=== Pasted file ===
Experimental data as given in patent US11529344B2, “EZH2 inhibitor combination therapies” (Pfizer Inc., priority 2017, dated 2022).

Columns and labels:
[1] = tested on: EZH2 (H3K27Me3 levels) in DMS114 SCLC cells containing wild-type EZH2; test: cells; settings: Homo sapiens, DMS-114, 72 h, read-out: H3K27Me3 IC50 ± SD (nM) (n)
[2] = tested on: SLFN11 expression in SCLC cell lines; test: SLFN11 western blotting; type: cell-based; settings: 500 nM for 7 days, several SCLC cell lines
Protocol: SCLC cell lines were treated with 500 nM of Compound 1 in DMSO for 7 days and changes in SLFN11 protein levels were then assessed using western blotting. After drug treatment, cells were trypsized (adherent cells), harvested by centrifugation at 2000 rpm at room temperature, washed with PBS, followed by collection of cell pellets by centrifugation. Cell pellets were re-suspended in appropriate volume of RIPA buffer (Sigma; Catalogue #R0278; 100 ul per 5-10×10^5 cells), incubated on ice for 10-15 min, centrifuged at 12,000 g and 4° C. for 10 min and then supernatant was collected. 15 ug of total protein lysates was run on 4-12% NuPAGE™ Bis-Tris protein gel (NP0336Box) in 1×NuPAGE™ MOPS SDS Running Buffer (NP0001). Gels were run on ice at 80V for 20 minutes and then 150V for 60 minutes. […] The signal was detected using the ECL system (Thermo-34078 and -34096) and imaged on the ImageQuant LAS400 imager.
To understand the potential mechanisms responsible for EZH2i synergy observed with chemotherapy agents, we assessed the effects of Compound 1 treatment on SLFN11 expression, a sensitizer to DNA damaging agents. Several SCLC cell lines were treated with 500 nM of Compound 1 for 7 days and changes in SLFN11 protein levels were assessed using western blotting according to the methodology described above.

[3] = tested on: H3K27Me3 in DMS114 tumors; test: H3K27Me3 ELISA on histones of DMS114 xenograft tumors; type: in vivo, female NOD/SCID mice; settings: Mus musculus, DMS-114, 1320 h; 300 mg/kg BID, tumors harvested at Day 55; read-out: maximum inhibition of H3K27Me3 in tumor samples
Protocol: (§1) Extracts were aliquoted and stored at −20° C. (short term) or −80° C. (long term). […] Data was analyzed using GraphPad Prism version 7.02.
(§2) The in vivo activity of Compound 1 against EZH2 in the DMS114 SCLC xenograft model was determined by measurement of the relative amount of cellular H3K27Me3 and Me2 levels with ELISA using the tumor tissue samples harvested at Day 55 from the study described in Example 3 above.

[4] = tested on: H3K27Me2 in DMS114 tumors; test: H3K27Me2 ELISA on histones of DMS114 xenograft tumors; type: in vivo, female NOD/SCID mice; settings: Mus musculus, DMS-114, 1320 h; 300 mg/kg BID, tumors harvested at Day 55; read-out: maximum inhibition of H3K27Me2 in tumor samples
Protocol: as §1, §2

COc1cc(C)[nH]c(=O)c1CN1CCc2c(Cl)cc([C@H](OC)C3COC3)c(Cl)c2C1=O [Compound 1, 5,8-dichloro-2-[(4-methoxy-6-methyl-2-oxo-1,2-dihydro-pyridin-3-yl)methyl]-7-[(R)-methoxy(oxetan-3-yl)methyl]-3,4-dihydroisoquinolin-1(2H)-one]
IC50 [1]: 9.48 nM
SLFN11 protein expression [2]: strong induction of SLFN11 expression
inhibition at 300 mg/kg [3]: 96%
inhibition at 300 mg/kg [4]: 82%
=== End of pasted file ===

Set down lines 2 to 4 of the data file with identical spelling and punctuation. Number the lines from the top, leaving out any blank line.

Columns and labels:
[1] = tested on: EZH2 (H3K27Me3 levels) in DMS114 SCLC cells containing wild-type EZH2; test: cells; settings: Homo sapiens, DMS-114, 72 h, read-out: H3K27Me3 IC50 ± SD (nM) (n)
[2] = tested on: SLFN11 expression in SCLC cell lines; test: SLFN11 western blotting; type: cell-based; settings: 500 nM for 7 days, several SCLC cell lines